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A Ph.D. thesis is not really a marathon

Thomas Basbøll writes:

A blog called The Thesis Whisperer was recently pointed out to me. I [Basbøll] haven’t looked at it closely, but I’ll be reading it regularly for a while before I recommend it. I’m sure it’s a good place to go to discover that you’re not alone, especially when you’re struggling with your dissertation. One post caught my eye immediately. It suggested that writing a thesis is not a sprint, it’s a marathon.

As a metaphorical adjustment to a particular attitude about writing, it’s probably going to help some people. But if we think it through, it’s not really a very good analogy. No one is really a “sprinter”; and writing a dissertation is nothing like running a marathon. . . .

Here’s Ben’s explication of the analogy at the Thesis Whisperer, which seems initially plausible.

…writing a dissertation is a lot like running a marathon. They are both endurance events, they last a long time and they require a consistent and carefully calculated amount of effort to complete them and not burn out.

But writing a dissertation is a not a single “event” and really doesn’t require “consistent” effort. Certainly not the kind of effort that you have a finite amount of energy for at the beginning of the process (which is what it is: a process not an event). It’s a long term project that you work on in bits and pieces, in fact, one paragraph at a time. It doesn’t really take endurance because you will be taking regular breaks and you’ll be recharging your energy every day. . . .

Writing a dissertation, then, is, if anything, like training for a marathon. And here’s the good news. As some fitness experts will tell you. Running a marathon is not actually healthy. It’s the preparation for the marathon, the regular training, running up to a half-marathon that actually improves your health. It’s not actually an “endurance event”. A little bit of work every day will do. Running the marathon itself wears you down; it makes you less healthy.

Basbøll makes some good points and I think he’s right. The question then arises: What makes the thesis/marathon analogy so appealing (and it is appealing; before reading Basbøll’s demolition of the idea, it seemed completely reasonable to me, at least much more reasonable than statements such as, “Daffy Duck was the first black actor to make it big in Hollywood on his own terms”)?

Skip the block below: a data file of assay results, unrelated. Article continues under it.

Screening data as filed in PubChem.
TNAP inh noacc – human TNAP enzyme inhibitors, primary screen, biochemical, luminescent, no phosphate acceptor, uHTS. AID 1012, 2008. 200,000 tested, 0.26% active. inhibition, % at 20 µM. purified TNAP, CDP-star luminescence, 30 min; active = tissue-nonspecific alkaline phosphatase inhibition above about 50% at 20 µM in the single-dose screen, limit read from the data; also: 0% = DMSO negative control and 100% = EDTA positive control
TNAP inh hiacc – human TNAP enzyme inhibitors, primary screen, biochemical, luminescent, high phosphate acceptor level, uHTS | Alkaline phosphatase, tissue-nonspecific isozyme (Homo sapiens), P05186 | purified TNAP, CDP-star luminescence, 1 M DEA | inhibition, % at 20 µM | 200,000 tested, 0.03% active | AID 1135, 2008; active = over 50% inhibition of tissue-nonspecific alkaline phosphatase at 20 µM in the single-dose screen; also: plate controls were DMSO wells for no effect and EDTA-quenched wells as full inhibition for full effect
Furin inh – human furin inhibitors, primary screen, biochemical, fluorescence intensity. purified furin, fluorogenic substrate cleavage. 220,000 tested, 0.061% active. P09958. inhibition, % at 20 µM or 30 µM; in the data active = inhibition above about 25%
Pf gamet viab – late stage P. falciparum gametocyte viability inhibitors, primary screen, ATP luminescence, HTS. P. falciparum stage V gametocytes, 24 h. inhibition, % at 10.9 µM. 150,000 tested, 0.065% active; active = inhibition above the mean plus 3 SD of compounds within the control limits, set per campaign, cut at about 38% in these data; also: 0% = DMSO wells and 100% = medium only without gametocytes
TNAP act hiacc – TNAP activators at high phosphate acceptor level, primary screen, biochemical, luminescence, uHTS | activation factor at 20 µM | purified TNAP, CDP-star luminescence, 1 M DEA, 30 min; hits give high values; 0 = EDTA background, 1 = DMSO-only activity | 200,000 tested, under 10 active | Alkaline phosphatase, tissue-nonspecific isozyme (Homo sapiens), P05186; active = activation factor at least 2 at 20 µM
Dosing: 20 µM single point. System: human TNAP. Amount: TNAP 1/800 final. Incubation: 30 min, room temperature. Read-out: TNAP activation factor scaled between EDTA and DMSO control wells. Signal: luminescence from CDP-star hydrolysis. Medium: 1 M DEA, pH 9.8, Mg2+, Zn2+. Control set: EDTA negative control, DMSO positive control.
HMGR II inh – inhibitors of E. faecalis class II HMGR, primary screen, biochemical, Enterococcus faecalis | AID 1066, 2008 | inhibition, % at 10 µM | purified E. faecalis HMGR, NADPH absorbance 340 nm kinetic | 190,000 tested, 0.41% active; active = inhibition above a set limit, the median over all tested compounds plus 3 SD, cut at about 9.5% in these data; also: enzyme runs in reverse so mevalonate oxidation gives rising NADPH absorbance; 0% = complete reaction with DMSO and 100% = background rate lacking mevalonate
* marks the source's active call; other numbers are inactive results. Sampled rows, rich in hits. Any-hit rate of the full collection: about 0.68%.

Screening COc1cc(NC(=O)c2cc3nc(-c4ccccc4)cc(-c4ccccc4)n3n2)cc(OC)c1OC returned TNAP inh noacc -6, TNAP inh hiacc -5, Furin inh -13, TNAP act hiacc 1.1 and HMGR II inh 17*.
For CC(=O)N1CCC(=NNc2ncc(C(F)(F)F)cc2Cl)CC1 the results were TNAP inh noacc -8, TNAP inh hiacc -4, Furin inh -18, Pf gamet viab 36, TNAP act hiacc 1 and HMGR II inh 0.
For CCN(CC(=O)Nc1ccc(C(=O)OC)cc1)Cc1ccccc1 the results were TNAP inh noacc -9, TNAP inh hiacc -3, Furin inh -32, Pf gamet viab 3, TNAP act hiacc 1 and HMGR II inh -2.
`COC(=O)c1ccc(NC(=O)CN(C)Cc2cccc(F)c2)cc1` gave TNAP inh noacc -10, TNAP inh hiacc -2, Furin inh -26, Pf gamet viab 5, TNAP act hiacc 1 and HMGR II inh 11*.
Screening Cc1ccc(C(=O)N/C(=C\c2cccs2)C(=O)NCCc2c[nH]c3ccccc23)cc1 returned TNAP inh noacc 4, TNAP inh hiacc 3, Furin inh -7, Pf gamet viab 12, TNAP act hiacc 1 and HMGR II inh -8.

I’ll take a stab at this. I see two appealing things about connecting a Ph.D. thesis with a marathon:

1. Both activities are similar to what came before (writing term papers for a student, training runs of a few miles for a marathoner) but are qualitatively different. A thesis is not (supposed to be) just a longer version of a term paper, and most of us can’t just run a marathon by extending our usual five-mile run for four hours. (I can testify to the latter; first my legs started to cramp up, then I started to get out of breath, and eventually I felt like my whole mind and body were disintegrating. On the downside, once I started to walk, it felt even worse.)

2. Graduate students generally don’t get much respect. Some people mock them for studying politically-correct or hyperspecialized topics, others point to their exploitation at the expense of universities, etc. If you like graduate students and want them to be happy, it’s natural to want to say nice things about them. Saying a thesis is like running the marathon, that’s a respectful thing to say. It’s a compliment: it’s hard to run a marathon!

There’s also this point, also from Basbøll:

Very few dissertation writers actually do either (sprint or run marathons). So to say that writing a dissertation is “like” these things is really to compare something writers (presumably) have a distorted view of with something they know very little about.

This connects to something that Basbøll and I have been discussing a lot lately: the importance of specificity in stories, the idea that, even if a story is used merely as an analogy or an illustration, much can be learned by interrogating it and picking at the places where its details don’t fit the theory to which it’s being applied.


  1. David says:

    Would that I could, I would bottle this up: